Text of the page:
Can they sue if you ban?

we_are_borg

Administrator
Joined
Jan 25, 2011
Messages
5,700
They can sue for whatever, just ban and move on. Do not communicate with them only when they sue do not ignore that. Also document everything.
 

zappaDPJ

Administrator
Joined
Aug 26, 2010
Messages
7,741
You can't be sued for banning a user but if the member has requested you remove their personally identifiable information (PII) you must adhere to data protection laws such as GDPR. Failure to do so could result in a fine from the regulator.

we_are_borg is suggesting if you do ban a member it's generally best not to enter into any further dialogue with them.
 

truthingtotruth

Aspirant
Joined
Jan 26, 2015
Messages
151
That "Is it legal?" question is tough times 10 to answer. Way too many factors involved.

Which locale the person filing the complaint lives in is a big factor. That idea that it only judicially matters where your server is located doesn't fly so well, anymore. Of course, the server location may be irrelevant if there is corporate registration involved. But even that has tough sailing now in some nations.

Essentially it comes down to some smart lawyer convincing a judge that there is merit in some lawsuit.

But that advice about documentation is a biggie.

And there are also ways to cause trouble for a website owner other than through the courts, and in my opinion, receive much better results. And I mean legal ways, not bad stuff. You'd be surprised (if you haven't done the research) at how much trouble communications ministry/department officials can cause for a website owner, if they are so inclined. Economy and trade ministry/departments, also. You can even cross international borders with that sort of help. But you've got to be clever and have a very good case, which is usually very rare.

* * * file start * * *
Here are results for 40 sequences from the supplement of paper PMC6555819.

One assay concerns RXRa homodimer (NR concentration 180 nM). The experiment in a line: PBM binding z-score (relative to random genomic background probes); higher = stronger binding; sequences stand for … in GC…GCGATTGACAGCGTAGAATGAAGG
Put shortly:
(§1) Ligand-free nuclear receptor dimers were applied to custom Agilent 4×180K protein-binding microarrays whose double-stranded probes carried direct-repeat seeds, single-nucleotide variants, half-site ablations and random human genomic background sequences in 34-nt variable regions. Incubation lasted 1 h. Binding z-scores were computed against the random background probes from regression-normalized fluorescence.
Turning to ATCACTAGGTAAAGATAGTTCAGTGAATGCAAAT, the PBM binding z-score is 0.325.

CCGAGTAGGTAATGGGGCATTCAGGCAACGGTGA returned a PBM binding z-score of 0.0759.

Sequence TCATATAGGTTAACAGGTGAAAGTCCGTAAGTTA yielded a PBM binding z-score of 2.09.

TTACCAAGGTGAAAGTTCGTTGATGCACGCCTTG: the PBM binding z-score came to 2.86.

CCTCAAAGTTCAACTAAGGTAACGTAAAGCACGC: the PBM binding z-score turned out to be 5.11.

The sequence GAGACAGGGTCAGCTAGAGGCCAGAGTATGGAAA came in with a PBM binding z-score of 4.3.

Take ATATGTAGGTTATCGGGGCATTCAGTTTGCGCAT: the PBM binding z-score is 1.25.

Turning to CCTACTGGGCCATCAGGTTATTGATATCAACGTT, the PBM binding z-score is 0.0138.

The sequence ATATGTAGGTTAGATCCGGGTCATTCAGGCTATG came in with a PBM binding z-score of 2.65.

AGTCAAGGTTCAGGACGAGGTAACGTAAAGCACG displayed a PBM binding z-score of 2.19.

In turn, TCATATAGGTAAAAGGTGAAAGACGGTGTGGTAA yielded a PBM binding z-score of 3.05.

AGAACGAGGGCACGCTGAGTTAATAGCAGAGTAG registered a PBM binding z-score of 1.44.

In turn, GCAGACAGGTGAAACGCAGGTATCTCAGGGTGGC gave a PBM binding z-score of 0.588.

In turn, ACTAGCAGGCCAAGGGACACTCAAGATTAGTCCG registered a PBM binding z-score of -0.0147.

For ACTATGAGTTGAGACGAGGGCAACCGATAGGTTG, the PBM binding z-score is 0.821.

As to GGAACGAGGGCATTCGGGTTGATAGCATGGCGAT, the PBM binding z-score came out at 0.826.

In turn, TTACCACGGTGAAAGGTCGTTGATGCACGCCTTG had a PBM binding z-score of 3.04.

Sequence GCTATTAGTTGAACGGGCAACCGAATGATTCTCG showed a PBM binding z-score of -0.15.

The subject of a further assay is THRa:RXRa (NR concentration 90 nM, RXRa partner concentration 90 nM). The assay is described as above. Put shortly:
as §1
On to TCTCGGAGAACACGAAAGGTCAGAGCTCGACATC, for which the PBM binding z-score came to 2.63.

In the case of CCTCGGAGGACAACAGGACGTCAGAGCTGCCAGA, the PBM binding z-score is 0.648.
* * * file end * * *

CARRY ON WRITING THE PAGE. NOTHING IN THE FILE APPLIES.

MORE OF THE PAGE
And prior to any need for documentation, the properly worded agreement you request a member to sign off on is a big deal. And I would say an excellent warning system is important, if it is not an easy spammer type you are dealing with. Screening before allowing entry is a good idea, if it is not a huge site with too many registrations to screen.

But this TAZ Community does have other threads on this topic, doesn't it?
 

LeadCrow

Apocalypse Admin
Joined
Jun 29, 2008
Messages
6,659
Depends on the kind of ban, I suppose. Bans are generally more or less permanent suspensions of (future) participation, but with communities increasingly mingling together multiple services behind one central identity, one could contest a complete suspension that affects other services.

But legally? Not quite lawsuit material. You still have to honor specific requests to modify certain types of content submissions if requested (provided reasonable, like past disclosures of personal information theyre no longer confortable leaving there), and services paid for that you will not be fulfilling (like a premium subscription, access to goods purchased through your websites) you'd just need to refund.
 

Nev_Dull

Anachronism
Joined
Apr 27, 2010
Messages
2,260
Anyone can attempt to sue anyone for anything. In reality, lawsuits are expensive and unless the person has some reasonable grounds to show banning them caused some actual damage to their reputation, income, etc. they are unlikely to pursue the matter. It's a common threat for some with almost no followthrough.

That said, it is still always a good idea to capture and retain all posts and messages that lead up to a ban. It's also good practice to develop written banning policies and procedures. This is especially true if you have other staff members who have the power to ban users. Good process and documentation will save you a lot of unnecessary worry.